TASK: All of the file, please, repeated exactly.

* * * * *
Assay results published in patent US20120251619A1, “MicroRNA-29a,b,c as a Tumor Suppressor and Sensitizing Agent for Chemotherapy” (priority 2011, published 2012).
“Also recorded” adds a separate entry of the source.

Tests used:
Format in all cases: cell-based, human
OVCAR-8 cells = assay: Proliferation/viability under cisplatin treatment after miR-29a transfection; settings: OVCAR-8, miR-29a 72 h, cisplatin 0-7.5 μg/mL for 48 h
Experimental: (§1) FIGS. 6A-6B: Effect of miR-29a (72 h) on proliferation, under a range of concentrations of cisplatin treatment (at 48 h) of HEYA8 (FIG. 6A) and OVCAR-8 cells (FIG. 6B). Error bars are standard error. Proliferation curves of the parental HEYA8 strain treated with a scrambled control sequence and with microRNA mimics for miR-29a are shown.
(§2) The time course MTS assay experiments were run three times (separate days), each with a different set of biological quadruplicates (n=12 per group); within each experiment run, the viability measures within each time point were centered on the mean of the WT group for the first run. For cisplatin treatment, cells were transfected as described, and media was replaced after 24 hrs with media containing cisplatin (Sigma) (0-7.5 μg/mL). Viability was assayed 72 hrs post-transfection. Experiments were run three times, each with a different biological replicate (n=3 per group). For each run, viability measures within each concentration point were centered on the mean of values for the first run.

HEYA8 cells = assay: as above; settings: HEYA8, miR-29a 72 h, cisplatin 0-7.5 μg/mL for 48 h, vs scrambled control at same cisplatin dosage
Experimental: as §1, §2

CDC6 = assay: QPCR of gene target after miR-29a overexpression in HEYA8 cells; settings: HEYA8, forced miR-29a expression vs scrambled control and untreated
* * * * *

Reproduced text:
Assay results published in patent US20120251619A1, “MicroRNA-29a,b,c as a Tumor Suppressor and Sensitizing Agent for Chemotherapy” (priority 2011, published 2012).
“Also recorded” adds a separate entry of the source.

Tests used:
Format in all cases: cell-based, human
OVCAR-8 cells = assay: Proliferation/viability under cisplatin treatment after miR-29a transfection; settings: OVCAR-8, miR-29a 72 h, cisplatin 0-7.5 μg/mL for 48 h
Experimental: (§1) FIGS. 6A-6B: Effect of miR-29a (72 h) on proliferation, under a range of concentrations of cisplatin treatment (at 48 h) of HEYA8 (FIG. 6A) and OVCAR-8 cells (FIG. 6B). Error bars are standard error. Proliferation curves of the parental HEYA8 strain treated with a scrambled control sequence and with microRNA mimics for miR-29a are shown.
(§2) The time course MTS assay experiments were run three times (separate days), each with a different set of biological quadruplicates (n=12 per group); within each experiment run, the viability measures within each time point were centered on the mean of the WT group for the first run. For cisplatin treatment, cells were transfected as described, and media was replaced after 24 hrs with media containing cisplatin (Sigma) (0-7.5 μg/mL). Viability was assayed 72 hrs post-transfection. Experiments were run three times, each with a different biological replicate (n=3 per group). For each run, viability measures within each concentration point were centered on the mean of values for the first run.

HEYA8 cells = assay: as above; settings: HEYA8, miR-29a 72 h, cisplatin 0-7.5 μg/mL for 48 h, vs scrambled control at same cisplatin dosage
Experimental: as §1, §2

CDC6 = assay: QPCR of gene target after miR-29a overexpression in HEYA8 cells; settings: HEYA8, forced miR-29a expression vs scrambled control and untreated